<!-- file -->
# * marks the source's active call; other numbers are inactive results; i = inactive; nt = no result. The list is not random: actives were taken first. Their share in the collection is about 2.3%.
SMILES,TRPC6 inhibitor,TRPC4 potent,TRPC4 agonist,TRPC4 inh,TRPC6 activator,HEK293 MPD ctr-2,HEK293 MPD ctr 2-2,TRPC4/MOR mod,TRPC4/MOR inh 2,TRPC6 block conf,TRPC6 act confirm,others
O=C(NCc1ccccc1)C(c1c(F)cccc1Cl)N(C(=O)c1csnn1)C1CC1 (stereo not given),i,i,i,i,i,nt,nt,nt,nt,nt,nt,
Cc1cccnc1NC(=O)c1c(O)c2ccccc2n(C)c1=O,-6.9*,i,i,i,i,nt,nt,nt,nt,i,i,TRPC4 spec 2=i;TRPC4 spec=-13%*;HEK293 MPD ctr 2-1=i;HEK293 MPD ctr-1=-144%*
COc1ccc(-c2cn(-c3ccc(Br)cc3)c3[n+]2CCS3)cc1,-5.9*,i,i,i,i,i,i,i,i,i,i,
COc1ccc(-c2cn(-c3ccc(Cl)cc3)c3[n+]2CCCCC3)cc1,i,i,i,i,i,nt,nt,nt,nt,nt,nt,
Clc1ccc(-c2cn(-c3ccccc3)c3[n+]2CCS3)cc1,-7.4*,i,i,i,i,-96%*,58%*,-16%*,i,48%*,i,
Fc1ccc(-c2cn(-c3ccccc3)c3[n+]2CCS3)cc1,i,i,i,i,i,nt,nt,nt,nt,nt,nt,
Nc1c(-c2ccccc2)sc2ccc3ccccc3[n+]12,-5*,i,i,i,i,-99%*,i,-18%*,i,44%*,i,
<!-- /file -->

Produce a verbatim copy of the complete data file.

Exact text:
# * marks the source's active call; other numbers are inactive results; i = inactive; nt = no result. The list is not random: actives were taken first. Their share in the collection is about 2.3%.
SMILES,TRPC6 inhibitor,TRPC4 potent,TRPC4 agonist,TRPC4 inh,TRPC6 activator,HEK293 MPD ctr-2,HEK293 MPD ctr 2-2,TRPC4/MOR mod,TRPC4/MOR inh 2,TRPC6 block conf,TRPC6 act confirm,others
O=C(NCc1ccccc1)C(c1c(F)cccc1Cl)N(C(=O)c1csnn1)C1CC1 (stereo not given),i,i,i,i,i,nt,nt,nt,nt,nt,nt,
Cc1cccnc1NC(=O)c1c(O)c2ccccc2n(C)c1=O,-6.9*,i,i,i,i,nt,nt,nt,nt,i,i,TRPC4 spec 2=i;TRPC4 spec=-13%*;HEK293 MPD ctr 2-1=i;HEK293 MPD ctr-1=-144%*
COc1ccc(-c2cn(-c3ccc(Br)cc3)c3[n+]2CCS3)cc1,-5.9*,i,i,i,i,i,i,i,i,i,i,
COc1ccc(-c2cn(-c3ccc(Cl)cc3)c3[n+]2CCCCC3)cc1,i,i,i,i,i,nt,nt,nt,nt,nt,nt,
Clc1ccc(-c2cn(-c3ccccc3)c3[n+]2CCS3)cc1,-7.4*,i,i,i,i,-96%*,58%*,-16%*,i,48%*,i,
Fc1ccc(-c2cn(-c3ccccc3)c3[n+]2CCS3)cc1,i,i,i,i,i,nt,nt,nt,nt,nt,nt,
Nc1c(-c2ccccc2)sc2ccc3ccccc3[n+]12,-5*,i,i,i,i,-99%*,i,-18%*,i,44%*,i,